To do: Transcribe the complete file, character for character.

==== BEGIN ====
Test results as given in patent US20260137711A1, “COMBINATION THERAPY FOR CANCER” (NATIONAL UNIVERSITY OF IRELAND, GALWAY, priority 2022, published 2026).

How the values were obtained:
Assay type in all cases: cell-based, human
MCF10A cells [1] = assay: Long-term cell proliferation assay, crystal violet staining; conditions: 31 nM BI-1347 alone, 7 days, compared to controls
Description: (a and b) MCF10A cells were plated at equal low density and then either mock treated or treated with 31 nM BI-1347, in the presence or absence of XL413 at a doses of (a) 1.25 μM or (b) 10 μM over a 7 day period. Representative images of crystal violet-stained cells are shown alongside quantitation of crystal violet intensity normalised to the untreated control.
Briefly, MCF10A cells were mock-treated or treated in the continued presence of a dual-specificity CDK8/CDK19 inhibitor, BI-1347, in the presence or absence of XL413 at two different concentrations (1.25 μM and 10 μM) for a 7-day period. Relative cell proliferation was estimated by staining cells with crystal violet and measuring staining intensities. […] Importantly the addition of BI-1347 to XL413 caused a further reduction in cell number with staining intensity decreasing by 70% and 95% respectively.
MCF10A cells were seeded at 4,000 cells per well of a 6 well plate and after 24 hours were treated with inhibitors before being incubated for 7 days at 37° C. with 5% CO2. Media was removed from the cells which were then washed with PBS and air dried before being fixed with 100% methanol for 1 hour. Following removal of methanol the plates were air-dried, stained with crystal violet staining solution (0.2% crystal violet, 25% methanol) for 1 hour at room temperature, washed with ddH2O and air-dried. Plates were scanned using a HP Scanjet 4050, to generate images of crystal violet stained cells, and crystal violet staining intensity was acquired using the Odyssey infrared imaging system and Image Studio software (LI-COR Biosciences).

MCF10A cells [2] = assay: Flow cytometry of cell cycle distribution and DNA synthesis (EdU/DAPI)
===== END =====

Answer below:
Test results as given in patent US20260137711A1, “COMBINATION THERAPY FOR CANCER” (NATIONAL UNIVERSITY OF IRELAND, GALWAY, priority 2022, published 2026).

How the values were obtained:
Assay type in all cases: cell-based, human
MCF10A cells [1] = assay: Long-term cell proliferation assay, crystal violet staining; conditions: 31 nM BI-1347 alone, 7 days, compared to controls
Description: (a and b) MCF10A cells were plated at equal low density and then either mock treated or treated with 31 nM BI-1347, in the presence or absence of XL413 at a doses of (a) 1.25 μM or (b) 10 μM over a 7 day period. Representative images of crystal violet-stained cells are shown alongside quantitation of crystal violet intensity normalised to the untreated control.
Briefly, MCF10A cells were mock-treated or treated in the continued presence of a dual-specificity CDK8/CDK19 inhibitor, BI-1347, in the presence or absence of XL413 at two different concentrations (1.25 μM and 10 μM) for a 7-day period. Relative cell proliferation was estimated by staining cells with crystal violet and measuring staining intensities. […] Importantly the addition of BI-1347 to XL413 caused a further reduction in cell number with staining intensity decreasing by 70% and 95% respectively.
MCF10A cells were seeded at 4,000 cells per well of a 6 well plate and after 24 hours were treated with inhibitors before being incubated for 7 days at 37° C. with 5% CO2. Media was removed from the cells which were then washed with PBS and air dried before being fixed with 100% methanol for 1 hour. Following removal of methanol the plates were air-dried, stained with crystal violet staining solution (0.2% crystal violet, 25% methanol) for 1 hour at room temperature, washed with ddH2O and air-dried. Plates were scanned using a HP Scanjet 4050, to generate images of crystal violet stained cells, and crystal violet staining intensity was acquired using the Odyssey infrared imaging system and Image Studio software (LI-COR Biosciences).

MCF10A cells [2] = assay: Flow cytometry of cell cycle distribution and DNA synthesis (EdU/DAPI)